A perspective from Oregon’s mid-Willamette Valley

A patchwork of pot laws likely

Written September 4th, 2015 by Hasso Hering
This billboard on Pacific Boulevard in Albany advertises a Corvallis pot dispensary.

This billboard on Pacific Boulevard in Albany advertises a Corvallis pot dispensary.

It’s becoming apparent that Oregon will end up with a patchwork of local marijuana laws, thanks to the 2015 legislature, and one likely effect is more driving around by users looking to legally buy recreational weed.

The legislature passed HB 3400, which gives cities and counties authority to take exception to some of the provisions of Measure 91, approved last November. The measure legalized the recreational use of marijuana by adults and set up a procedure for licensing retail stores by the Oregon Liquor Control Commission. Under HB 3400, local authorities can’t make it illegal again for adults to use recreational marijuana, but they can at least try to prohibit its cultivation, processing or sale. In Linn and Benton counties, any ban would be subject to a referendum in November 2016, but until then the ban would be in effect.

So far, 16 small Oregon cities and six counties have notified the liquor commission that they are banning licensed recreational marijuana producers, processors, wholesalers and/or retailers. As of Sept. 3 the list included the cities of Brownsville and Sweet Home in Linn County.

The Brownsville and Sweet Home bans — covering production, processing and wholesale and retail sales — will go to the voters in the 2016 general election. That’s because Linn County voters disapproved of Measure 91 by less than 55 percent. If the no votes been 55 percent or more, the councils could impose the bans on their own.

The Lebanon City Council plans to discuss possible marijuana action on Sept. 9. Last spring it voted to deny city business licenses to marijuana stores, effectively banning them, but it’s unclear — at least to me — whether that too would be subject to a referendum next year.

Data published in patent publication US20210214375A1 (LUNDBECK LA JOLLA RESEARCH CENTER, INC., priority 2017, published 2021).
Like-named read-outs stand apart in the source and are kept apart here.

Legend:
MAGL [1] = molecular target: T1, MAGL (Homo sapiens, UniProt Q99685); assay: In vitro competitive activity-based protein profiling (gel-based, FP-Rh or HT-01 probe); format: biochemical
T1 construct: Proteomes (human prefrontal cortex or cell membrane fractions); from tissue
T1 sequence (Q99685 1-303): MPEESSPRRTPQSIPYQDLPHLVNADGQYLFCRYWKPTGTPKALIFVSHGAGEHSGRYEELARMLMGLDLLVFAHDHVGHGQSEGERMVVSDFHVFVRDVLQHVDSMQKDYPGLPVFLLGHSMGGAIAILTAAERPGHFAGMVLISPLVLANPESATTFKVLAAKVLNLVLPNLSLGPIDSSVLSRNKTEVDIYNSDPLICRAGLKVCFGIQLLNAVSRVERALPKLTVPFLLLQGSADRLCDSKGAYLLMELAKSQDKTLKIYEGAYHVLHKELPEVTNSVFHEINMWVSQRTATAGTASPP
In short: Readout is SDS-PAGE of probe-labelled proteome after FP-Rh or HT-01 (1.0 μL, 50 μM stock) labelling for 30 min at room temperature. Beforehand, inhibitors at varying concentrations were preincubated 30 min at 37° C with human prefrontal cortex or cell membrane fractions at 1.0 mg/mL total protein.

In Albany, Assistant City Attorney Sean Kidd recently gave the council a briefing on its options under the new law, but so far no action has been proposed.

Benton County approved of Measure 91 by an overwhelming 60 percent, and it’s unlikely that Corvallis would try to restrict marijuana retail stores. So here’s an unsettling prospect: If Lebanon enacts a ban on recreational sales and the Sweet Home and Brownsville bans remain in effect, the already heavy traffic on Highway 34 will be further augmented by at least some recreational users on their way to replenish their supply of weed. (hh)

6 responses to “A patchwork of pot laws likely”

  1. Ray Kopczynski says:

    The “augmentation” offered in your last sentence drips with palpable irony…

  2. Bill Kapaun says:

    Banning “licensed” operations will just result in a greater black market.
    That means NO TAXES collected.

  3. James Carrick says:

    Leave it to a bunch of politicians to completely screw up what should have been so simple…..Complete idiocy that is self defeating if the goal is to eliminate the underground market. Nothing like taking a .44 mag with hollow points to both feet. And meanwhile…alcohol and nicotine continue to kill at unprecedented rates and social cost.

    Simply incredible.

  4. Rhea Graham says:

    We at Albany’s Canna Kitchen/Gramsterdam won’t be selling to the recreational market, we’re staying Medical only – but I know there are 3 or 4 other dispensaries in Albany that are ready for the flood of recreational buyers. I do hope our elected officials will listen to the will of the people on this one and collect the tax they are willing to pay. The medical community has been paying quite the “tax” for permission slips since 1998. The State of Oregon currently takes in more than $7 Million a year in excess fees after ALL program costs are paid for with fees from patients in the OMMP. In fact, with the uptick in cardholders in recent times, it’s probably at about 8 million by now, and they won’t even hire more employees to get cards issued faster. Blessings!

  5. Warren Beeson says:

    I’m wondering if there’s any connection between the 60% approval vote in Corvallis for recreational marijuana and their difficulty in figuring out how to navigate a roundabout as mentioned in previous commentaries.


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